To Briarcliff! Lana storms into Monsignor Howard's office with the cops behind her, court order in hand. She demands to speak to Sister Jude, but as expected, Howard tells her that Sister Jude is dead. To her credit, Lana doesn't believe him. To her slightly less credit, she backs down once the Monsignor produces a death certificate. The show even gins up a "flashback" for us, of Howard walking in to find Judy hanging from the ceiling. As a representative of the audience, Mr. Murphy, we are not so easily fooled. Lana is incredulous that Howard had her cremated, but he gives some Catholic-sounding hoo-ha about dying outside a state of grace. Once again, his hands were tied! What could he do but abide by doctrine set out by Rome? Personally, he's devastated, but what could he do? Lana straight up accuses him of murdering Jude. "You might as well have tied the noose yourself." Howard tries to turn the tables on Lana, guilting her with the thought that if she'd showed up a week ago, she could have averted Jude from her suicidal path. This guy cannot die bad enough to satisfy me at this point.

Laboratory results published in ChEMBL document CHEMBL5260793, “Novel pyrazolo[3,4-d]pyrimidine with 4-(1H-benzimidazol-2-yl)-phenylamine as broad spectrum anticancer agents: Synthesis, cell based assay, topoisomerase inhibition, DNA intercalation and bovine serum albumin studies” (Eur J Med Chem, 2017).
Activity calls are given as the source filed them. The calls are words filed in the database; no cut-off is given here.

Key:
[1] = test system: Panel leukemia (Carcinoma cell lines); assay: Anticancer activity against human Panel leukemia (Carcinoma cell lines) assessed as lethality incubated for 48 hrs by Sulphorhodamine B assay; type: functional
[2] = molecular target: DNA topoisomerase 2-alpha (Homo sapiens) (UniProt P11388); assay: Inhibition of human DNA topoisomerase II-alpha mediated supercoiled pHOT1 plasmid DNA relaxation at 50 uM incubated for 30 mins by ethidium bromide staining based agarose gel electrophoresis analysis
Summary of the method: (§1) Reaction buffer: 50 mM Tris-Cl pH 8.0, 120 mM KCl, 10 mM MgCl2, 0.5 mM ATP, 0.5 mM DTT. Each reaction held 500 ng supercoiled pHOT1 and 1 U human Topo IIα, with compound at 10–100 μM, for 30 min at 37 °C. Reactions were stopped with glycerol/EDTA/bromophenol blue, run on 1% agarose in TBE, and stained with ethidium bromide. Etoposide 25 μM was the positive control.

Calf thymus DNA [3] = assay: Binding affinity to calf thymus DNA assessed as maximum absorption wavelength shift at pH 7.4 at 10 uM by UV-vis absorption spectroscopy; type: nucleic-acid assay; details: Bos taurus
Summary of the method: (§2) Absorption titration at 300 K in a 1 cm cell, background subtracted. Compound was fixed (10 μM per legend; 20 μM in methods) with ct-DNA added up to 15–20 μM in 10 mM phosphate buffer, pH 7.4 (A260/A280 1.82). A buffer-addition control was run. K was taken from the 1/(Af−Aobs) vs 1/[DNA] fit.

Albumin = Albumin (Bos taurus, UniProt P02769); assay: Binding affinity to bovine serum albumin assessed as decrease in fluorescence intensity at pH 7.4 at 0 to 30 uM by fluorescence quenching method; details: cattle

Lana exits Briarcliff, seemingly defeated, past the crazies in the foyer. The camera then takes us on a journey, through the kitchen, past the solitary ward, down to the deepest, darkest corner of the asylum, behind what looks to be an old-school dungeon lattice. That's where Monsignor Howard has stashed Judy Martin. Out of sight, out of mind, Judy prays to the patron saint that bears her name, St. Jude, the saint of hopeless causes.
Finally, one more reminder of institutional evil before we wrap things up for the week: Lana has delivered her baby. Now, just because she wasn't willing to abort doesn't mean she's interested in raising little Ollie Thredson Junior herself. The plan is to give the baby up for adoption and her wishes were to never see the child upon delivery. Only the delivery nurse is an incompetent and she wakes Lana up because the child won't drink the formula. Or he's allergic, I guess... whatever. Apparently there were no contingencies for this in 1965 other than to wake up the recovering mother and ask her to nurse the baby she's giving up for adoption. Lana kind of can't believe she has to deal with this for one more minute, but she ultimately gives in and starts nursing, craning her neck towards the ceiling so she doesn't have to look at the child. The future Dylan Face. I guess this is where it supposedly began for him. Way to blame the ladies for the crimes of men.